Belief in pig women was so widespread, that often at fairs, charlatans purported to “show” one, which were usually shaved bears they dressed up in women’s clothing. Even Dickens was said to have commented on the prevalence of the legend, remarking that every age had its own pig-lady (pardon the paraphrase).

But, belief in their legend declined eventually, leading to the last “serious” work about their existence in 1924. This was in a book Ghosts, Helpful and Harmful by Elliot O’Donnell, a supernatural researcher. He claimed there was a ghost of a pig lady in a haunted house in Chelsea. Perhaps we have seen the last of the pig-lady, but I’m sure glad I found her again! I can’t wait to tell her story. 🙂

Have you ever lost that juicy tidbit of research? Have you ever heard of the pig-faced woman?

Thanks for reading. And hey, like the post? Why not follow the blog. Have a great week!

 

Regency Graveyards, Pt1

The Crypt, St. Bartholomews Church. Source: Fromoldbooks.com
The Crypt, St. Bartholomews Church. Source: Fromoldbooks.com

Remember how I mentioned that I have a thirst for the unusual when it comes to the Regency period? As a result, I have been combing resources (online and elsewhere) for information about Regency graveyards.

First note: if you want to do the same search, save yourself some aggravation, and use the search term “cemetery” instead. While the term graveyard is used, in the context it generally seems to refer to Churchyard burials rather than the larger public burial places.

So, the search started off discovering a fair bit of information about burial customs. That is, when someone died, it was often the family – usually the females of the house – who would dress and care for the body. Then, while there may have been some kind of service in a church, females rarely came out to the graveyard, considered too “delicate” for these matters. I thought this a bit strange – they hadn’t been too delicate to care for the corpse.

Then I did a bit more research.

You know the saying “6 feet under” and those cracked and ruined graveyards with moss and trees, melancholy yet picturesque? Yeah. Very much a Victorian invention, and created after things reached horrific terms by the 1820s  – 1840s.

Graveyards were noxious places. There were two central problems: grave robbers, and open graves. For while the rich were privileged enough to often have private burial places perhaps at churchyards or in family graveyards on the ancestral estate, others were not so fortunate. Graves were packed tightly together in a square formation – no wide walking paths, but narrow passage between groups of them. Worse, as populations, especially in major cities, increased, there were naturally more dead to bury. This often necessitated a grave that might be dug six feet, perhaps deeper – but it wasn’t closed before more than one body was interred, leaving perhaps a foot of earth covering the coffin if there was one, sometimes less.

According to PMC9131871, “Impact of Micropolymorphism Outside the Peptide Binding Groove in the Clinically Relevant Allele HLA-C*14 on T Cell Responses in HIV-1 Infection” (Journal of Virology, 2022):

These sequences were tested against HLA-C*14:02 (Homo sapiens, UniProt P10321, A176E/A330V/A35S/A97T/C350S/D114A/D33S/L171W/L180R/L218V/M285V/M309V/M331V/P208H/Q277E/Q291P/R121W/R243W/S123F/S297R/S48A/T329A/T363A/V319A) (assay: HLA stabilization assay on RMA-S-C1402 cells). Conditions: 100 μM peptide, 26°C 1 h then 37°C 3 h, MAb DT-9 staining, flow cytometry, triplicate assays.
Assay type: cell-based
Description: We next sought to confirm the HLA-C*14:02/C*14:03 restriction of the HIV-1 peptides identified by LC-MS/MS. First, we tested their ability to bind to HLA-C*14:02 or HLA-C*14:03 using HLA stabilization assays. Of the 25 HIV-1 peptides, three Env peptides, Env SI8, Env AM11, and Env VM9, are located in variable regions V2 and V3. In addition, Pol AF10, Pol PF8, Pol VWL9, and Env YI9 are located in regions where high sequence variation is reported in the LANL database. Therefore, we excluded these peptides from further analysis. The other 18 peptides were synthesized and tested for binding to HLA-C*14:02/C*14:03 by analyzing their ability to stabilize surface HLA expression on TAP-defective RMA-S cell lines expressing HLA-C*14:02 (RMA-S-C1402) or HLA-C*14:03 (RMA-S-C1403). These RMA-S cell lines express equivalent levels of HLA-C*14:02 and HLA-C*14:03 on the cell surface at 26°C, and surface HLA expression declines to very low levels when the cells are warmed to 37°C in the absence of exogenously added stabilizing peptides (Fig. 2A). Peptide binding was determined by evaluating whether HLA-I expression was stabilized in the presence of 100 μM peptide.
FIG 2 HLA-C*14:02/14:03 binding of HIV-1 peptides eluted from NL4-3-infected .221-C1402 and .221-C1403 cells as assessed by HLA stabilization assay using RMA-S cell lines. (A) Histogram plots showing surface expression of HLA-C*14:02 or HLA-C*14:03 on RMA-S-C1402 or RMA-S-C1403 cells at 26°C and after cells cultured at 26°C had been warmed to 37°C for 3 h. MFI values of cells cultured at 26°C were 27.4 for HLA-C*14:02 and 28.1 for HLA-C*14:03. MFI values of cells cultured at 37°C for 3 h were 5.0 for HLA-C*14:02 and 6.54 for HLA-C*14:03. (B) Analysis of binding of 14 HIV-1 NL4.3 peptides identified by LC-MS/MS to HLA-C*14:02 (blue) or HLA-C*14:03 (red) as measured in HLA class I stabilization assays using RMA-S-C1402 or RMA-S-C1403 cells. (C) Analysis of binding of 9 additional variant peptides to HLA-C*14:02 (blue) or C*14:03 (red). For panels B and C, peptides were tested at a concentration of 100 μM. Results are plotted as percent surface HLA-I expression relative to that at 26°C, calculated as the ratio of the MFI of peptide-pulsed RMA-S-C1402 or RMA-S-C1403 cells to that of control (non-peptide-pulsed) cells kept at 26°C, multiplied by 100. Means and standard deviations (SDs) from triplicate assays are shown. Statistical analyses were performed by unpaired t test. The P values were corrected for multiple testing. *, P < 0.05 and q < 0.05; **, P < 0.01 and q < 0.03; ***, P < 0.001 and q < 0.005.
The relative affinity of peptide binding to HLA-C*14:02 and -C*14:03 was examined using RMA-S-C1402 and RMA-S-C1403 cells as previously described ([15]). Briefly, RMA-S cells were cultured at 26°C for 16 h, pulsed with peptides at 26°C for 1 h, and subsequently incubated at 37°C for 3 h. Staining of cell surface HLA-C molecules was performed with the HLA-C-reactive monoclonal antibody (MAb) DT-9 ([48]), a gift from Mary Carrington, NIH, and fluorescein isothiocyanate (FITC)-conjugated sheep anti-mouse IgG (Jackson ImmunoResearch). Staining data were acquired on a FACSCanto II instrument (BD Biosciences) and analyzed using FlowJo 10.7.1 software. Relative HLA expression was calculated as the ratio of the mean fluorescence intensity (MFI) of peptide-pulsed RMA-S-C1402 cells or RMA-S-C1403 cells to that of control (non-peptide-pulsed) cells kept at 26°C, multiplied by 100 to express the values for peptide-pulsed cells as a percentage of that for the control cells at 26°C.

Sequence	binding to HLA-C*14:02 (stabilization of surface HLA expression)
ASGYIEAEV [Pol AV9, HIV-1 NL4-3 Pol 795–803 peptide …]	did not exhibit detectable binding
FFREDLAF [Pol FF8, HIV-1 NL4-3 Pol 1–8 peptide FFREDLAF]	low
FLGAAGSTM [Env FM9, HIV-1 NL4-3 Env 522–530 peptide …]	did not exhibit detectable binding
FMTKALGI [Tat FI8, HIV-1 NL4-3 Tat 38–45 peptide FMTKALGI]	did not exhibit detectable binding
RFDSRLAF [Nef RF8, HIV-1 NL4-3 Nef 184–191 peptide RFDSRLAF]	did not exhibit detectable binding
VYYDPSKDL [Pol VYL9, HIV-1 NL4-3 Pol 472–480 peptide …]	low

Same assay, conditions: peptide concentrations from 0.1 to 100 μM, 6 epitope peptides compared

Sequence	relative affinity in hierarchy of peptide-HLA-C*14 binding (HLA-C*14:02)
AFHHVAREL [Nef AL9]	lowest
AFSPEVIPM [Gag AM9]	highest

Yes, by this time I was thinking I, too, would have been too delicate for the graveyard.

As today, there was still a fee for burial. And for those lacking funds? You could inter your loved ones for a time, after which their “parking spot” expired, and the remains would be removed, trundled off in the night for a fertilizer plant, all to make room for new arrivals. How long the body stayed there depended on the watchfulness of the surviving family, and sometimes just the caprice of the graveyard keepers.

This was one of the few advertisements I found directly hinting at Regency conditions:

New Bunhill Fields Burial Ground, Church Steet, Islington – This extensive GROUND has been prepared with a view to prevent those shocking depredations which now afflict the public mind: it is securely enclosed, carefully guarded, and will always be well lighted during the winter months; it also offers the best security against profane intrusion, because dry graves may be sunk in it to a depth defying such attempts, viz. 10, 15, 20 feet, or as much further as may be desired: the public will easily perceive that a grave which demands the incessant labour of two men during two long days to sink, and requires many shoring planks, must be placed beyond the power of violation. Orders for funerals taken in by the sexton, on the premises, of whom cards of the dues and fees may be had. By the particular request of several of the principal undertakers, a large general vault has been constructed, in which all interments must be in lead or iron.
    Advertisement in The Times, December 15th 1818

[source 1=”http://www.burial.magic-nation.co.uk/bgislington.htm” language=”:”][/source]

High walls and strong internment caskets to keep out grave robbers (the bodies were only good if still fresh). Not certain if the lead and iron internments were just to prevent robbery. The problem with them was that sometimes, having no air holes, they could explode.

I had trouble finding contemporary account of cemeteries (weird, huh? Didn’t they know someone would want such strange information someday?).

I’ll offer just this tiny tidbit to start to give you an idea. This is a brief description of Clement’s Lane, in London.